True Detective S1E2 Recap: “Mainlining The Secret Truth of the Universe”

With the new Season of True Detective hitting HBO at the end of January, we’re taking a look back at the series thus far. Today we continue with Season 1, Episode 2, “Seeing Things.”

In the first episode we get to meet Rustin “Rust” Cohle (Matthew McConaughey) and Martin “Marty” Hart (Woody Harrelson). Two detectives for the Louisiana State Police Criminal Investigations Division. In 1995 they begin working on the case revolving around the murder of Dora Lange. She was found naked, posed to kneel at the base of a tree, with a crown of antlers on her head. In 2012 the former detectives are now being interviewed by current detectives Papania (Tory Kittles) and Gilbough (Michael Potts) looking back at the case after another body was found matching similar details to Dora Lange. The question that lingers now, “How could it be him, if we already caught him in ‘95. How indeed detectives?”

Image via HBO

2012

The majority of this episode is spent informing us on who Rust and Marty are. We learn that Rust was married and had a daughter that was hit by a car when she was 2. Her death tore apart his marriage and him and his wife got divorced. After his daughter’s death he began working drug busts, would get into dangerous situations with it every single night. He kept going and eventually killed a crystal meth addict who had injected his own baby with the drug. His superiors sent him undercover and he was used as a liaison for any and every department that needed a mole in the drug world. Eventually he ended up killing drug cartel members, and was sent to a psych ward for a few months to help get him out. He was offered a retirement package but decided to transfer to homicide and was placed in Louisiana. Rust still deals with synesthesia and flashbacks from his drug use during his undercover years.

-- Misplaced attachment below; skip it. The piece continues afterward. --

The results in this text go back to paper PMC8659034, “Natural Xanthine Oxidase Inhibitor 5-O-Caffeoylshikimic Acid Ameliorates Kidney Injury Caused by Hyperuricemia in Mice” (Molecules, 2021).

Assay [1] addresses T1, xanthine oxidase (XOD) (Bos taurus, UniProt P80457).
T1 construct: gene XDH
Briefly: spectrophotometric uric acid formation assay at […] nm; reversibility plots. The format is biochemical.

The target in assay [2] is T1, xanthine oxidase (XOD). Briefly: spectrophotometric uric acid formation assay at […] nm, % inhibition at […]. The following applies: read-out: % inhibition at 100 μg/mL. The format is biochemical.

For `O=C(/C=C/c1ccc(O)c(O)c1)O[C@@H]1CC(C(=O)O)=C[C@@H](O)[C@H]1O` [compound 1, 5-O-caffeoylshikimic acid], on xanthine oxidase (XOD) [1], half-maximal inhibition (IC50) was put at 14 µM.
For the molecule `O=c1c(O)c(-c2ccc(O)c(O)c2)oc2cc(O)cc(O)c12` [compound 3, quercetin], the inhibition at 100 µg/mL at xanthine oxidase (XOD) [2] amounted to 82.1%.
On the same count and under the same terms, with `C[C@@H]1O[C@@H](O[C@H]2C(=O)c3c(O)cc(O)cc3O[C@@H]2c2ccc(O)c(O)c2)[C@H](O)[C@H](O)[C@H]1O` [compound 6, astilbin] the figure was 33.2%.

Marty talks a bit about an affair he had on his wife Maggie (Michelle Monaghan) with a young clerk at the courthouse named Lisa (Alexandria Daddario). He explains that for him it was a way of washing off the job. A filter between his work life and his home life with his family. It’s clear that he’s not proud of what he did, but he understands why it happened.

Image via HBO

1995

There’s not much involving the investigation in this episode, and most of the scenes in ’95 reflect the backstories revealed for Rust and Marty. With the two of them arguing when Rust suspects Marty of cheating, after he had spent a night with Lisa. They notify Dora’s mother of her passing, and go to a bunny ranch where Dora worked as a prostitute. There they find a diary where she had made notes about “the yellow king.” Marty also yells at the madame of the property for having underage girls there. The diary contains a flier for a church, but when they find it, the chapel has been burnt down with only a few walls remaining. It seems like a dead end at first, until Rust finds a painting on one wall of a woman with Antlers. Similar to what Dora looked like when they found her.

“Yeah, back then, the visions, yeah most of the time I was convinced… Shit… I’d lost it. But there were other times… I thought I was mainlining the secret truth of the universe.”

Image via HBO

Highlights

The biggest highlight continues to be the performances of Harrelson and McConaughey. There’s a scene in 2012, when McConaughey is explaining the death of his daughter, that is incredibly intense and heartbreaking. He explains that he feels as though his daughter saved him somehow from the guilt of being a parent. That this world is too dark and disturbing to bring children into. It’s a very controlled performance by McConaughey and one that shows the depths of his talent. At the same time Harrelson’s quiet reflection as Marty thinks back to his past is incredibly underrated. We see that he’s just as tortured by the demons of his past as Rust is, but somehow it’s even more internal than what Rust’s feelings are. While Rust can wax poetic on the intricacies of the world and life, to help express his deeper feelings, Marty simply keeps it all in and tries to rationalize it without breaking.

The first season of True Detective is currently available on HBO Now, HBO Go, and HBO on Demand. Check back with us tomorrow when we dive into the third episode of True Detective Season 1, “The Locked Room.”

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